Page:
Mutants, androids, cyborgs and pop culture films
Ever wonder about the line between science and science fiction? Could we ever selectively erase experiences from our memories? Upload information to our brains like a hard drive? Control robotic limbs with our minds?
Throughout history, fiction has made some bold predictions about future technology. In 1870, Jules Verne imagined the now-commonplace fax machine, but H. G. Wells’ 1895 visions of time travel have yet to pan out. What science of tomorrow can we look forward to by viewing the films of today?
On October 20th, WBEZ's Gabriel Spitzer was joined on stage by four of Northwestern's leading scientists to discuss their fields as seen on the big screen and learn how closely futuristic depictions of science match what's really possible. The audience was treated to some of our favorite science fiction movie moments and then heard what researchers are working on now in exciting areas like prosthetics, robotics, nanotechnology, and neuroscience.
Todd Kuiken, MD, PhD, is director of the Neural Engineering Center for Artificial Limbs (NECAL) and director of amputee services at the Rehabilitation Institute of Chicago. He is also a professor of physical medicine and rehabilitation as well as biomedical engineering at Northwestern University. Research in NECAL focuses on improving control of prostheses using targeted reinnervation, a procedure that reroutes brain signals from nerves severed during amputation to intact muscles, allowing patients to control their prostheses intuitively.
Malcolm MacIver, PhD, is an associate professor of biomedical engineering, mechanical engineering and neurobiology and physiology at Northwestern University. He studies how the brain and body work together to obtain information about the world through sensory systems, using a combination of biological experiments, large-scale simulations, and robotics. He is also interested in bringing research to the broader community through interactive art installations and through involvement with the Science Entertainment Exchange, a program sponsored by the National Academy of Sciences that connects members of the entertainment industry with scientists. He recently served as a scientific consultant for the Disney film TRON: Legacy, and is the science advisor for the television series Caprica.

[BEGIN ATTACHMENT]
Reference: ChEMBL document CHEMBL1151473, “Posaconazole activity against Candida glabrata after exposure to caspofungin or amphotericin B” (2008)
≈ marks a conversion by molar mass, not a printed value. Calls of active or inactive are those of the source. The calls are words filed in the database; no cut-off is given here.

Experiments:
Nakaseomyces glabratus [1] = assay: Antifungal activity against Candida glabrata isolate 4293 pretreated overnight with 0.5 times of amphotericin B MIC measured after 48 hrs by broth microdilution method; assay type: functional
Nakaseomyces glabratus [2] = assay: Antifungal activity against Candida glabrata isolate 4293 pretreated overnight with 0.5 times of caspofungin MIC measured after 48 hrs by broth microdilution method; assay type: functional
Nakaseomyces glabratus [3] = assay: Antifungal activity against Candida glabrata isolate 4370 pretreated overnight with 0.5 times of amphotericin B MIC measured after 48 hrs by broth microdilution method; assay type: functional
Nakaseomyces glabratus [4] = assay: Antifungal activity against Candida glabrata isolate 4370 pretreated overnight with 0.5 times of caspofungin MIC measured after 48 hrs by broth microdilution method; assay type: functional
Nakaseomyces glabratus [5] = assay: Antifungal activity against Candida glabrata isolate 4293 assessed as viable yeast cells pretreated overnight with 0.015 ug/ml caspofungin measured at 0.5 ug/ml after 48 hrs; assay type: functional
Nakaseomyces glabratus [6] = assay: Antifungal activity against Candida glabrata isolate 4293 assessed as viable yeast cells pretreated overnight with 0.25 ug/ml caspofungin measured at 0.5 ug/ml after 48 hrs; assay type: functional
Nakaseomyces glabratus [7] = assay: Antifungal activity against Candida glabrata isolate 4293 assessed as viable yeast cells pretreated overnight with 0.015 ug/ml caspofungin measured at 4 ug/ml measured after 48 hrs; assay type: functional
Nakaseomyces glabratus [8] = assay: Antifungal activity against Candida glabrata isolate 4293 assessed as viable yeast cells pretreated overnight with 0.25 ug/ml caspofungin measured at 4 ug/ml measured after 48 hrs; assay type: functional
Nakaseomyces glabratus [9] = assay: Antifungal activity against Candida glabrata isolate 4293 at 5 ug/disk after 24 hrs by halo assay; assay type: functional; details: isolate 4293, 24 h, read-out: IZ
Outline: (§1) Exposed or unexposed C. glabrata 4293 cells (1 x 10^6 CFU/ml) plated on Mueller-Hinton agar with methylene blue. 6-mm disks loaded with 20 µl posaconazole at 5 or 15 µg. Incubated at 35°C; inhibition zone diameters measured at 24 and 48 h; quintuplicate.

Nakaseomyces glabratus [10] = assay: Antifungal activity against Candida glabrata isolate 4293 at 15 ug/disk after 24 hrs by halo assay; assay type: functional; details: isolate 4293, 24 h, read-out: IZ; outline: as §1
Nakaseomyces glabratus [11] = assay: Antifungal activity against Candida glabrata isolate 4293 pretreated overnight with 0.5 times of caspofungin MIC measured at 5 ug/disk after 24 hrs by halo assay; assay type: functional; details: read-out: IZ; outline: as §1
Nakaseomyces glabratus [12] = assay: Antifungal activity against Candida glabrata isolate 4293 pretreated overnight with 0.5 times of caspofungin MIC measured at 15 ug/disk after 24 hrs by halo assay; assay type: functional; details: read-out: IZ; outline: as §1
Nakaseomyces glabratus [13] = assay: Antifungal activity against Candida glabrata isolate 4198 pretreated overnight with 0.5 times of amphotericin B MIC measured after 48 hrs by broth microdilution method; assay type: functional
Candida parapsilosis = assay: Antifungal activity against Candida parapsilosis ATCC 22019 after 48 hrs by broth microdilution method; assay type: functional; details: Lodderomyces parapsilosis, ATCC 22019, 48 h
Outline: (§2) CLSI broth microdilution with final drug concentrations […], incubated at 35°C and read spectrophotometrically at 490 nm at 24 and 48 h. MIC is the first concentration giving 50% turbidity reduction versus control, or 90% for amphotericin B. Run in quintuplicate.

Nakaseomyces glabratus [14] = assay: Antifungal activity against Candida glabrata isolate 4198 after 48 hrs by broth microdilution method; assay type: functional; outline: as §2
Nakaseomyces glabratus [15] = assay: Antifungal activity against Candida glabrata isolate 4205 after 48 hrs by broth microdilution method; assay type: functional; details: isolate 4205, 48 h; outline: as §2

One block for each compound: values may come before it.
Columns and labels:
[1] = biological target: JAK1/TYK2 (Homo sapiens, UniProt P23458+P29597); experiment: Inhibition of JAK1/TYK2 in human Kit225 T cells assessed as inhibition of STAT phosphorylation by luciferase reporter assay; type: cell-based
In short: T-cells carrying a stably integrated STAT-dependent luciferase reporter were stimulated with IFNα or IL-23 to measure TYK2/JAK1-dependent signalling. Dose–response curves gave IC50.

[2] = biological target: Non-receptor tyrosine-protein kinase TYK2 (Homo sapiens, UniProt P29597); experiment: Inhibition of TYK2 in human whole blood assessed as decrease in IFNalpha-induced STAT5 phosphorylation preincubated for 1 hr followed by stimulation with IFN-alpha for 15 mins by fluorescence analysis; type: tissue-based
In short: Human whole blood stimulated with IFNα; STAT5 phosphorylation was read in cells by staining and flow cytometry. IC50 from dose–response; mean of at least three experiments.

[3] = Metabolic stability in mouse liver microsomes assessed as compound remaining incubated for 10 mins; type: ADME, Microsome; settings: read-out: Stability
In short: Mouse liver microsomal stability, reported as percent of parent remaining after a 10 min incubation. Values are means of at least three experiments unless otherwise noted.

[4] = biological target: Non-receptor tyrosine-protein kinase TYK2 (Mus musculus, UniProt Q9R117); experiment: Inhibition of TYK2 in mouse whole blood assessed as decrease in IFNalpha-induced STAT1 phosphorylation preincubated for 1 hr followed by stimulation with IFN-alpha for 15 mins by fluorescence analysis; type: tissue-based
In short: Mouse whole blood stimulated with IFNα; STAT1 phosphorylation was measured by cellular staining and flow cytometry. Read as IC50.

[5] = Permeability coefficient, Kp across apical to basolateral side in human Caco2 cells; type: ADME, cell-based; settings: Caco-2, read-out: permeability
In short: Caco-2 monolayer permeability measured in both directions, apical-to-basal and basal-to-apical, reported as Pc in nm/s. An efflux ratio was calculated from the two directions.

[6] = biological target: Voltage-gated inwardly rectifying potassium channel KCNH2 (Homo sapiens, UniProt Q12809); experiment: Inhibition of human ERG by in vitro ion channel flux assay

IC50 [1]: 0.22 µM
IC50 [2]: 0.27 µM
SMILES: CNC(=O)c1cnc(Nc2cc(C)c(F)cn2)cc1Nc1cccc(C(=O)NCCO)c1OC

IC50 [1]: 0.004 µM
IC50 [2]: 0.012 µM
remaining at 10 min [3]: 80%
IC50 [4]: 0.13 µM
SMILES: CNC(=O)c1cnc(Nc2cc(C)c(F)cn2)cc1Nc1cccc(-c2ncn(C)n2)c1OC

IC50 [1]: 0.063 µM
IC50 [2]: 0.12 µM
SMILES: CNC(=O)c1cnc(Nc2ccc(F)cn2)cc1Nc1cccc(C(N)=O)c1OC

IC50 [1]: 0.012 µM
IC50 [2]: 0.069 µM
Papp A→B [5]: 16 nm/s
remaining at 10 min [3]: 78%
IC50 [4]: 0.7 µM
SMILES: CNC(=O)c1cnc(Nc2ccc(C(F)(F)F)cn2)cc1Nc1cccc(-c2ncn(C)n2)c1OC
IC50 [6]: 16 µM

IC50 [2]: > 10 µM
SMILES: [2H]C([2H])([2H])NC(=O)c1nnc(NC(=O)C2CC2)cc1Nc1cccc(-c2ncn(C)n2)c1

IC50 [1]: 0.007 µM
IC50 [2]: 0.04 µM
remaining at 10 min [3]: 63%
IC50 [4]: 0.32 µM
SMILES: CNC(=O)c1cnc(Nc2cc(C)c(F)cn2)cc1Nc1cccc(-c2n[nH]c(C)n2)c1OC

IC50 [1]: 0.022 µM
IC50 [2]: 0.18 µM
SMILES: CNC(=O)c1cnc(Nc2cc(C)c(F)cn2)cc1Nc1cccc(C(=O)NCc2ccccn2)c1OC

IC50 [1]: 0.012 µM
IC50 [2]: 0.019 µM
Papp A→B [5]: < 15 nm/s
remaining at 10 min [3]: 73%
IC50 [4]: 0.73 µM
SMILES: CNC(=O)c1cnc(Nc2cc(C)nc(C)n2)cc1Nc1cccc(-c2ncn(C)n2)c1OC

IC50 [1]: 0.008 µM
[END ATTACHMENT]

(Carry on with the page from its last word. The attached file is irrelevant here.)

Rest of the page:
Tom Meade, PhD, is the Elieen M. Foell professor of chemistry, biochemistry and molecular and cell biology, neurobiology and physiology, and radiology at Northwestern University. He is the founder of four biotechnology companies, and he holds more than 60 issued patents with 40 others pending. Meade's research covers a wide range of disciplines, including the emerging field of nanotechnology. Using nanotechnology, he and his collaborators are developing ultra-sensitive hand-held diagnostic tools and genetic tests, as well as improving current imaging techniques such as magnetic resonance imaging (MRI).
Catherine Woolley, PhD, is a professor of neurobiology and physiology and also directs the Biological Imaging Facility at Northwestern. She studies plasticity, or the capacity for structural and functional change, of neural circuits in the brain, focusing on brain areas important in learning and memory, addiction, and epilepsy. Her research uses cellular and subcelluar imaging, electrophysiology, and biochemistry to understand how internal factors, such as hormones, and external factors, such as drugs of abuse, drive plastic changes in these brain areas and alter neural function.
WBEZ's Clever Apes is a nano-sized show with a cosmic scope, reflecting this take on science. It tells the stories of the Chicago-area’s rich scientific community, its quirky characters and the fascinating, often mind-bending questions they’re out to answer.
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